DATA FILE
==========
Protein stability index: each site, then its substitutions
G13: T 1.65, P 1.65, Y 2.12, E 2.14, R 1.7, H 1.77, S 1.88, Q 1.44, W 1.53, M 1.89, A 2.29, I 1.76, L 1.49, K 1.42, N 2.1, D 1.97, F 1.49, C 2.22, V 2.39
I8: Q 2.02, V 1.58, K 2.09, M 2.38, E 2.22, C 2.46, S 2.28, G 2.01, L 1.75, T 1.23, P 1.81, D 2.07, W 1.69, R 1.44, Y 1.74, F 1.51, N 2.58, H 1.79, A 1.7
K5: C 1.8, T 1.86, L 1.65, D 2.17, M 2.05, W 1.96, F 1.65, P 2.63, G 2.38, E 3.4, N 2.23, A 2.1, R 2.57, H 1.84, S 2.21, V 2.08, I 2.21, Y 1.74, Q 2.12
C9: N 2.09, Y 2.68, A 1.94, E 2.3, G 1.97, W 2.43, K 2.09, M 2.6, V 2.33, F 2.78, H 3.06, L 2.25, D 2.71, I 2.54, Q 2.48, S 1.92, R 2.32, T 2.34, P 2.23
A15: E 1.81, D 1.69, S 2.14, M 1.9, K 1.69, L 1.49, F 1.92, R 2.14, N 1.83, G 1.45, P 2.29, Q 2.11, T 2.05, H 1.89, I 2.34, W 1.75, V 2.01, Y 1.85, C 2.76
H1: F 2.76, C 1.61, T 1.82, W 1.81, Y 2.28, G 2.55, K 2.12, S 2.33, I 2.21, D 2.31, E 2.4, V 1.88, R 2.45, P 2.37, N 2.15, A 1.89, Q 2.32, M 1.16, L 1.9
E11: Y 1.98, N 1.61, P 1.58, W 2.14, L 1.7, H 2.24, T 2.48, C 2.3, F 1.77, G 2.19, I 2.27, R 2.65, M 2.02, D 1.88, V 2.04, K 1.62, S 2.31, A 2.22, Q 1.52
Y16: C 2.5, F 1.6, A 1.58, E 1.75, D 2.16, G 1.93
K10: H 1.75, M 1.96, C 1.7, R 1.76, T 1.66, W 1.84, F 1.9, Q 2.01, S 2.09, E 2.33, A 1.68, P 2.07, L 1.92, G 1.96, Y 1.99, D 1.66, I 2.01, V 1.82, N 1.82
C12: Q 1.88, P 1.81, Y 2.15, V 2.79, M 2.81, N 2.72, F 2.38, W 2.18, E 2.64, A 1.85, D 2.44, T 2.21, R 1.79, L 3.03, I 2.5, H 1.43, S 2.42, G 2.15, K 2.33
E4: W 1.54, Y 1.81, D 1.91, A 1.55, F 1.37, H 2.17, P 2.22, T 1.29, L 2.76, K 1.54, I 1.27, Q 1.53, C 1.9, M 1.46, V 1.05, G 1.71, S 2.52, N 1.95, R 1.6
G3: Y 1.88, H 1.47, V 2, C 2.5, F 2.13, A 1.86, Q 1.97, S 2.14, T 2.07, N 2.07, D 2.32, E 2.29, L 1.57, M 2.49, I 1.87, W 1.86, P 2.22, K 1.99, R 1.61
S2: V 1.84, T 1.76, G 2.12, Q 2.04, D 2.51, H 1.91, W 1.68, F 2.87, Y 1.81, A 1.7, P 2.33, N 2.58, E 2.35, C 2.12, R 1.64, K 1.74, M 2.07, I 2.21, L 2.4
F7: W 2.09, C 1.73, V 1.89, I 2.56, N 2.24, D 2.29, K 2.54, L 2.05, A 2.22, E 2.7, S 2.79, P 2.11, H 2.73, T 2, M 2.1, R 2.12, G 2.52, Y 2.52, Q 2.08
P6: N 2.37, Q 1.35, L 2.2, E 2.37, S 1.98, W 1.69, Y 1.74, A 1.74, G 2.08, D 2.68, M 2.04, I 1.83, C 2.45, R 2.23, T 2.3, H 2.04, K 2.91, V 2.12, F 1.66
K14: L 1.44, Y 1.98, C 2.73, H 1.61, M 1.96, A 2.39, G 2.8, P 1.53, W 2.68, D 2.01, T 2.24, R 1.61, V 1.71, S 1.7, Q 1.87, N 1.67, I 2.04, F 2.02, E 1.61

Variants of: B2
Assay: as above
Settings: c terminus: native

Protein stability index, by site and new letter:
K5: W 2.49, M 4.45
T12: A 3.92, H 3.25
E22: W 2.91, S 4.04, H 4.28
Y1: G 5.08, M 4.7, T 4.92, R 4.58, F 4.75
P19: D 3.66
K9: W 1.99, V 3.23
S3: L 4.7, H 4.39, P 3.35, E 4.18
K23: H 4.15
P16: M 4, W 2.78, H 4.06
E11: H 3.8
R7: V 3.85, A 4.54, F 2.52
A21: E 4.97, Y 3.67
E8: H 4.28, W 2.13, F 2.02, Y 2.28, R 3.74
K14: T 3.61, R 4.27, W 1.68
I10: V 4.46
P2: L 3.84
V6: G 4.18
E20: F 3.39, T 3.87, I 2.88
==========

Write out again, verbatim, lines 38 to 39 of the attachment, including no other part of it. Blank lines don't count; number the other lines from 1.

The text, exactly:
V6: G 4.18
E20: F 3.39, T 3.87, I 2.88